By Pádraig Hoare
The amount of personal contract plans (PCP) for car loans in the Republic is considerably less than previously thought, according to the Central Bank — lending in the field fell 15% in the first half of the year.
Data from the financial watchdog showed there was €347m of new lending in PCPs in the first six months of 2018, 15% lower than the same period last year.
At the end of 2017, Irish households owned 76,582 contracts related to PCP finance, equivalent to €1.4bn, said the Central Bank.
This figure was significantly reduced from earlier this year, when calculations suggested there were 126,249 PCPs.
The reduction of almost 50,000 comes after it emerged some car firms overestimated the number of PCPs by including expired agreements when reporting to the Central Bank.
It means outstanding contracts increased from just over 500 in 2012 to over 76,000 five years later. On average, 30,000 PCPs are now taken out every year, compared to 400 in 2012, Central Bank research shows.
PCP is a form of hire purchase where the consumer typically pays a deposit of up to 30% and makes regular monthly payments, usually for three years.
They are then presented with options such as handing the car back to the dealer, paying off a last, so-called balloon payment to own the car outright, or paying a new deposit and beginning another contract.
Although popular in Europe and the US, concerns have been expressed by consumer advocates that motorists may not fully understand the agreement to which they sign up.
A report last month found the majority of motorists on PCPs do not understand how they work and could be left with nothing to show for it at the end of their agreement.
The Competition and Consumer Protection Commission (CCPC) said further protections are needed for customers in the growing PCP market.
There has been criticism from political figures of both the Central Bank and the CCPC over responsibility of the protection of consumers when it comes to PCPs.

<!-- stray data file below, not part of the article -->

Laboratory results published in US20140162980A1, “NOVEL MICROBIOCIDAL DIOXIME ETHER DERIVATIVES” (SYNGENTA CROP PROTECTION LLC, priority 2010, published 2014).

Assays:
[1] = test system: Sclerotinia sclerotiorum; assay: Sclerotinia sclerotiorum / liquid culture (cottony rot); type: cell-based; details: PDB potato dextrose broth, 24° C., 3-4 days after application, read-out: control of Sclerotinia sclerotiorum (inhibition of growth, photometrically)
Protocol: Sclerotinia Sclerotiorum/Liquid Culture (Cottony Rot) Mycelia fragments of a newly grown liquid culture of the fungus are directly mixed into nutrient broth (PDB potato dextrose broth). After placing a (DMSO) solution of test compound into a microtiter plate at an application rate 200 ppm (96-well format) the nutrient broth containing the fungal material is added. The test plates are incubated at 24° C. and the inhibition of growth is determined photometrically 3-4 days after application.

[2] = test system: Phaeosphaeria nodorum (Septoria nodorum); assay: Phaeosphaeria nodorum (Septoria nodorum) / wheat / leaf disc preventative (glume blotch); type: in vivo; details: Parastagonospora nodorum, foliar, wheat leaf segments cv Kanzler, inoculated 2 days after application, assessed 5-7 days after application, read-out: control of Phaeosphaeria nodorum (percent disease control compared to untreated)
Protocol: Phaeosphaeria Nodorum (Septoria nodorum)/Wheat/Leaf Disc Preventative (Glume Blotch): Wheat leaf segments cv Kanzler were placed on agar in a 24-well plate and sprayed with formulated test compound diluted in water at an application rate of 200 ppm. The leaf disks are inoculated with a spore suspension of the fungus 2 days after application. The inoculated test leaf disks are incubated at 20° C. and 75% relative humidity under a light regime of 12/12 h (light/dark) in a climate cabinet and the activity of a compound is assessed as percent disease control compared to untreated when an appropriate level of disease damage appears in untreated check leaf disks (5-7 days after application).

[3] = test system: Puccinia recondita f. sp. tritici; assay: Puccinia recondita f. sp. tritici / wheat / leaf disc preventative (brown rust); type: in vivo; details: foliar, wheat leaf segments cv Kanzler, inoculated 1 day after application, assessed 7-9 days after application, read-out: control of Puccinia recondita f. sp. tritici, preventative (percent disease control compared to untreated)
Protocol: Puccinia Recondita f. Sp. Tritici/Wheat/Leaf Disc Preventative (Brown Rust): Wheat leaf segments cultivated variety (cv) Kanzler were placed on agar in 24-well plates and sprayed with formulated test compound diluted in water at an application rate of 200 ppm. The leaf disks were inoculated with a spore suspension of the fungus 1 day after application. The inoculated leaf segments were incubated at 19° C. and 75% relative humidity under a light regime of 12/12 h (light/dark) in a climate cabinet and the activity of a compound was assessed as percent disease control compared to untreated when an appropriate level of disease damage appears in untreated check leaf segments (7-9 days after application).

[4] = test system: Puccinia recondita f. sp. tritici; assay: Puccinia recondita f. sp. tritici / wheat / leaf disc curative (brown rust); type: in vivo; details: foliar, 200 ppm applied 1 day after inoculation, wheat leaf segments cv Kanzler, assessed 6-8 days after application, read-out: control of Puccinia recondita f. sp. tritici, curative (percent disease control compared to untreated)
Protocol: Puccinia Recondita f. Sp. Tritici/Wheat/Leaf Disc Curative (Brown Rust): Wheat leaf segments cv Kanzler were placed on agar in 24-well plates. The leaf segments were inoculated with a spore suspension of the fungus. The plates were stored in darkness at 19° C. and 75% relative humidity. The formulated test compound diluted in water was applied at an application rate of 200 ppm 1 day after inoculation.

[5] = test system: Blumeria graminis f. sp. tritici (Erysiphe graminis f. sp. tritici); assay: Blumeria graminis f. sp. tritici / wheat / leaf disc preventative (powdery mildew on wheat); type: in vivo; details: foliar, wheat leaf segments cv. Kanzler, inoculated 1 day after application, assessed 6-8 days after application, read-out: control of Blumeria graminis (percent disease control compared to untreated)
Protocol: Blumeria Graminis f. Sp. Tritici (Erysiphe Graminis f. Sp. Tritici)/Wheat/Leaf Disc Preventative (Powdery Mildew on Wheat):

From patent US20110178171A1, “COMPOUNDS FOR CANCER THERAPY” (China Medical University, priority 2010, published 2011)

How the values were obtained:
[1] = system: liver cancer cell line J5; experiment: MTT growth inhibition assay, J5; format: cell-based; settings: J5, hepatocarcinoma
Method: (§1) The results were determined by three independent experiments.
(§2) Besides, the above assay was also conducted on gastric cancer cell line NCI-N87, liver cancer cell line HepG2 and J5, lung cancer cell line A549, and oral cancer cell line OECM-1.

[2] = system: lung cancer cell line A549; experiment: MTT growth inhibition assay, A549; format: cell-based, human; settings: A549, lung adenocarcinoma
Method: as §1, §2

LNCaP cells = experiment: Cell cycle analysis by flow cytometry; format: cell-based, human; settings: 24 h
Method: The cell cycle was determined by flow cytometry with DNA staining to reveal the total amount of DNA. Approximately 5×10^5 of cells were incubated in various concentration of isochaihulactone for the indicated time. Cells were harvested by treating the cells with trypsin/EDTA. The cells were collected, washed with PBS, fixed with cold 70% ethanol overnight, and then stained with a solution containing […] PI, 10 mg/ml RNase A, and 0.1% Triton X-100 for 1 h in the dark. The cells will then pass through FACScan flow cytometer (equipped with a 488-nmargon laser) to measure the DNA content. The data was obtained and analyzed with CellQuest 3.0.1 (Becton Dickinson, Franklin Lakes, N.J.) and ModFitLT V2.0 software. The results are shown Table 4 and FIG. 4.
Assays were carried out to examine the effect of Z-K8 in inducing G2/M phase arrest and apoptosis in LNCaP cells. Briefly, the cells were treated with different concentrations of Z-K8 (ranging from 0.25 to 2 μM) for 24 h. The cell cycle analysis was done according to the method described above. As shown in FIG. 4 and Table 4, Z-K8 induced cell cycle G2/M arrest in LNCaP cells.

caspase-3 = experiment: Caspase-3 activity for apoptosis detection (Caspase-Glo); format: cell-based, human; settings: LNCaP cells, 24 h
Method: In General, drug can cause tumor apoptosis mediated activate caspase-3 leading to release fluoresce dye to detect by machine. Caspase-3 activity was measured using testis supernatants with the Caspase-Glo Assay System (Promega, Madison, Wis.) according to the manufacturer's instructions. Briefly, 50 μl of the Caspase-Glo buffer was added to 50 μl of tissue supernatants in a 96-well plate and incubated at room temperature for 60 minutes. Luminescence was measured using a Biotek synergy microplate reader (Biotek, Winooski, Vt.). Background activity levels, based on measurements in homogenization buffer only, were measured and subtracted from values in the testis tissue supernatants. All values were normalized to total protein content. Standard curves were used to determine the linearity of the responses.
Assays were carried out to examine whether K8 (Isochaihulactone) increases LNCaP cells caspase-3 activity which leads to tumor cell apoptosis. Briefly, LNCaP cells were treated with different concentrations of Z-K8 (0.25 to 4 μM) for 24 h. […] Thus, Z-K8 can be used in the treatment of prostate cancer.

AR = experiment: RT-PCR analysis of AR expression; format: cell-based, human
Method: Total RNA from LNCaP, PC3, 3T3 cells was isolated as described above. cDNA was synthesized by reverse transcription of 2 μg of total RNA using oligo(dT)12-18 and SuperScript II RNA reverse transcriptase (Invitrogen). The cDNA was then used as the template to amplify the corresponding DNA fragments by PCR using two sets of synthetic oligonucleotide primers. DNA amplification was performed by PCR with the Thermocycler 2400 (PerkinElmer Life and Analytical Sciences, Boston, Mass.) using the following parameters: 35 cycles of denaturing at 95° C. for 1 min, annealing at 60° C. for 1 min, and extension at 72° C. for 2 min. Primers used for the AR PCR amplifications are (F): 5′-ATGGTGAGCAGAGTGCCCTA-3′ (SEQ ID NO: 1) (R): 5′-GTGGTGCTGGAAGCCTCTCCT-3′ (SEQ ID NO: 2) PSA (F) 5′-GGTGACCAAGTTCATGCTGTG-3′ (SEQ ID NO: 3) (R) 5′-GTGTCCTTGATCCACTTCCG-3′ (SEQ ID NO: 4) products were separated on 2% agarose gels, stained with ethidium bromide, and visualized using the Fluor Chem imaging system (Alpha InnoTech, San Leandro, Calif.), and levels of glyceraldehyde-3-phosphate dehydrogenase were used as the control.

Fianna Fáil finance spokesman Michael McGrath has called it a “glaring hole” that PCP customers are not included in the Central Bank’s consumer protection code.
Both the CCPC and the Central Bank have insisted the responsibility to regulate PCP agreements lies with the other.
The reduction in new lending in PCPs can in part be attributed to a slowdown in new car sales, the Central Bank says in its latest report.
Society of the Irish Motor Industry figures show total new car sales are down 4.5% for the first half of 2018 compared with the same period in 2017.
The Central Bank said that as PCP financing is used predominantly for new cars, the lower new car sales number is likely to have had an effect on PCP lending amounts.
Bank of Ireland has been the biggest provider of finance for PCPs in the Republic, with major brands such as Ford, Opel, Hyundai, and Kia all using the bank.
Central Bank researchers have suggested negative equity may be of particular concern in the market, given the post-Brexit fall in the value of sterling which has seen an increase in cheaper used-car imports — potentially reducing the prices of used cars in the future and pushing existing PCPs towards negative equity.